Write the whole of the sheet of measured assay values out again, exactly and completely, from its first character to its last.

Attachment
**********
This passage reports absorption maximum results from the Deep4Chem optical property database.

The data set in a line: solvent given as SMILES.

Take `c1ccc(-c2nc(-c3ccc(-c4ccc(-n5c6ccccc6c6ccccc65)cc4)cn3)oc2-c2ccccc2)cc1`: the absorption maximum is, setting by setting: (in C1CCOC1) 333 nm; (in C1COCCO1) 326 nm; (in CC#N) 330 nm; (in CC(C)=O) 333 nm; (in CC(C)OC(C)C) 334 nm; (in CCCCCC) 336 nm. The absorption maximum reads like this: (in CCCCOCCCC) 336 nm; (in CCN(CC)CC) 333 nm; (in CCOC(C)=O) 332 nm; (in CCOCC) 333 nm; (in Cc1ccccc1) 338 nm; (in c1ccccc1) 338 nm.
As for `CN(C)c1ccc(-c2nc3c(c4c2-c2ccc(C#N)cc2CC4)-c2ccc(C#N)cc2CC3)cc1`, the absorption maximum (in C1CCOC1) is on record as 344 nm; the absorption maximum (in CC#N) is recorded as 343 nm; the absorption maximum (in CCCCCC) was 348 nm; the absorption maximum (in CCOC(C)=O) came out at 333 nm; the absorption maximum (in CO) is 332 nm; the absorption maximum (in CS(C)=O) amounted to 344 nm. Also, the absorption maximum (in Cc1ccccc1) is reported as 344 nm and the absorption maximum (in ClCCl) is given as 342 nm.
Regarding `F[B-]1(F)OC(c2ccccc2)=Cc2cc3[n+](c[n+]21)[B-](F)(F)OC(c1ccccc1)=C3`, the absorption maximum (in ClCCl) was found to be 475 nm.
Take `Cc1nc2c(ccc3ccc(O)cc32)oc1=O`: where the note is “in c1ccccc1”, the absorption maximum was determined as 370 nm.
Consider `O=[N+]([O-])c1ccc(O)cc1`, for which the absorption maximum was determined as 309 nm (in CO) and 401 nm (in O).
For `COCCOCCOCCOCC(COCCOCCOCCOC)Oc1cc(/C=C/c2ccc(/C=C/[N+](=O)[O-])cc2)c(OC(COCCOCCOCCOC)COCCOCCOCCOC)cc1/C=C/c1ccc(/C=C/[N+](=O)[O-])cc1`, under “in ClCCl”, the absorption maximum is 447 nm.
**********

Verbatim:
This passage reports absorption maximum results from the Deep4Chem optical property database.

The data set in a line: solvent given as SMILES.

Take `c1ccc(-c2nc(-c3ccc(-c4ccc(-n5c6ccccc6c6ccccc65)cc4)cn3)oc2-c2ccccc2)cc1`: the absorption maximum is, setting by setting: (in C1CCOC1) 333 nm; (in C1COCCO1) 326 nm; (in CC#N) 330 nm; (in CC(C)=O) 333 nm; (in CC(C)OC(C)C) 334 nm; (in CCCCCC) 336 nm. The absorption maximum reads like this: (in CCCCOCCCC) 336 nm; (in CCN(CC)CC) 333 nm; (in CCOC(C)=O) 332 nm; (in CCOCC) 333 nm; (in Cc1ccccc1) 338 nm; (in c1ccccc1) 338 nm.
As for `CN(C)c1ccc(-c2nc3c(c4c2-c2ccc(C#N)cc2CC4)-c2ccc(C#N)cc2CC3)cc1`, the absorption maximum (in C1CCOC1) is on record as 344 nm; the absorption maximum (in CC#N) is recorded as 343 nm; the absorption maximum (in CCCCCC) was 348 nm; the absorption maximum (in CCOC(C)=O) came out at 333 nm; the absorption maximum (in CO) is 332 nm; the absorption maximum (in CS(C)=O) amounted to 344 nm. Also, the absorption maximum (in Cc1ccccc1) is reported as 344 nm and the absorption maximum (in ClCCl) is given as 342 nm.
Regarding `F[B-]1(F)OC(c2ccccc2)=Cc2cc3[n+](c[n+]21)[B-](F)(F)OC(c1ccccc1)=C3`, the absorption maximum (in ClCCl) was found to be 475 nm.
Take `Cc1nc2c(ccc3ccc(O)cc32)oc1=O`: where the note is “in c1ccccc1”, the absorption maximum was determined as 370 nm.
Consider `O=[N+]([O-])c1ccc(O)cc1`, for which the absorption maximum was determined as 309 nm (in CO) and 401 nm (in O).
For `COCCOCCOCCOCC(COCCOCCOCCOC)Oc1cc(/C=C/c2ccc(/C=C/[N+](=O)[O-])cc2)c(OC(COCCOCCOCCOC)COCCOCCOCCOC)cc1/C=C/c1ccc(/C=C/[N+](=O)[O-])cc1`, under “in ClCCl”, the absorption maximum is 447 nm.